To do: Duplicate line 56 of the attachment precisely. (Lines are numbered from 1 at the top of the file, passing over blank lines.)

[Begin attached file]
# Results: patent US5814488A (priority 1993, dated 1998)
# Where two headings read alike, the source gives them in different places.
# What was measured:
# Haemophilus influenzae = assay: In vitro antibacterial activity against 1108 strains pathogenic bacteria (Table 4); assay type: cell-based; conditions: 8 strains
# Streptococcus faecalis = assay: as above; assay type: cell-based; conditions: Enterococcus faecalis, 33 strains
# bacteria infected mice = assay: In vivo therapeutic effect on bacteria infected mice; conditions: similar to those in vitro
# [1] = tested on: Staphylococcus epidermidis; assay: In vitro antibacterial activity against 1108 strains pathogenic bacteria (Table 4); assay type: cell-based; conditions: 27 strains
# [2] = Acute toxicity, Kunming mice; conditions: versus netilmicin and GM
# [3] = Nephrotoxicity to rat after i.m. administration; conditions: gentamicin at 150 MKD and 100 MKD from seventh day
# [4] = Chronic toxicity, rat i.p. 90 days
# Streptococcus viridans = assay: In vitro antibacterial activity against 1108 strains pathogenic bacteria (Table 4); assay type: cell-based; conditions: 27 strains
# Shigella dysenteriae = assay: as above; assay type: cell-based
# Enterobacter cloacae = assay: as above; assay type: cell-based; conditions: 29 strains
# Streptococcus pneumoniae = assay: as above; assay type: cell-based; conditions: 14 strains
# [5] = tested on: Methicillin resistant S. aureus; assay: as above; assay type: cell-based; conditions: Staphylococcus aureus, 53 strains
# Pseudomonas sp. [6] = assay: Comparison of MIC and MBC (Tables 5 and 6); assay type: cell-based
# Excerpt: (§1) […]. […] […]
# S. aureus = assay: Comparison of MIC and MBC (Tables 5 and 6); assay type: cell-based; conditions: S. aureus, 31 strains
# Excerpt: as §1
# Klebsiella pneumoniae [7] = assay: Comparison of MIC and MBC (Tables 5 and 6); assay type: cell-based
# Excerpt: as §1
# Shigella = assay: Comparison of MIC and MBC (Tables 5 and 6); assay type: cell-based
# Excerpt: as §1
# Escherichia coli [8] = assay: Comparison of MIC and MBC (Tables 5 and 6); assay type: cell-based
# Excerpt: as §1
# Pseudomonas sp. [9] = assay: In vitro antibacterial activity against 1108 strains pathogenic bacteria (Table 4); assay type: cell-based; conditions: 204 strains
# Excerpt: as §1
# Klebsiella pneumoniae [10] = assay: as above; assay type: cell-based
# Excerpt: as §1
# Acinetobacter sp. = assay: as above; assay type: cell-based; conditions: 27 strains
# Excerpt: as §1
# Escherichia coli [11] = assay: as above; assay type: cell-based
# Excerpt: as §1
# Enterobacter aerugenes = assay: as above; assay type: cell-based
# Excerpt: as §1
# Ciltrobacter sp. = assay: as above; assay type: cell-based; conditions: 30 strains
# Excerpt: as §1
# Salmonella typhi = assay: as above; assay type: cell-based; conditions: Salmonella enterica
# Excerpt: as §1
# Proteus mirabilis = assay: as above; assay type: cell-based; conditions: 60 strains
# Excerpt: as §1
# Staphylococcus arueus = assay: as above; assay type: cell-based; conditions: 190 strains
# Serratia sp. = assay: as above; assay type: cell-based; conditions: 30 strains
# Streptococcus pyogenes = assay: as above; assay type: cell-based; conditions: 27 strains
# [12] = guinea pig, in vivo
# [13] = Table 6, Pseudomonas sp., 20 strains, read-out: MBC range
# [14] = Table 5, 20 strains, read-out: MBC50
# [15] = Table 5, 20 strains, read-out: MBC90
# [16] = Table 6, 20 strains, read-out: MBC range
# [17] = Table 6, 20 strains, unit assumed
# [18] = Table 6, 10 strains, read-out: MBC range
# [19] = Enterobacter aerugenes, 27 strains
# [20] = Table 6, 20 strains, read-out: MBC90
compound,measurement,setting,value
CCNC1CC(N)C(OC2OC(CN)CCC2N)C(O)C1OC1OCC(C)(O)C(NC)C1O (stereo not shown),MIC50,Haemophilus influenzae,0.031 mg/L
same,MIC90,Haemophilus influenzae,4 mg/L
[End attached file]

same,MIC90,Haemophilus influenzae,4 mg/L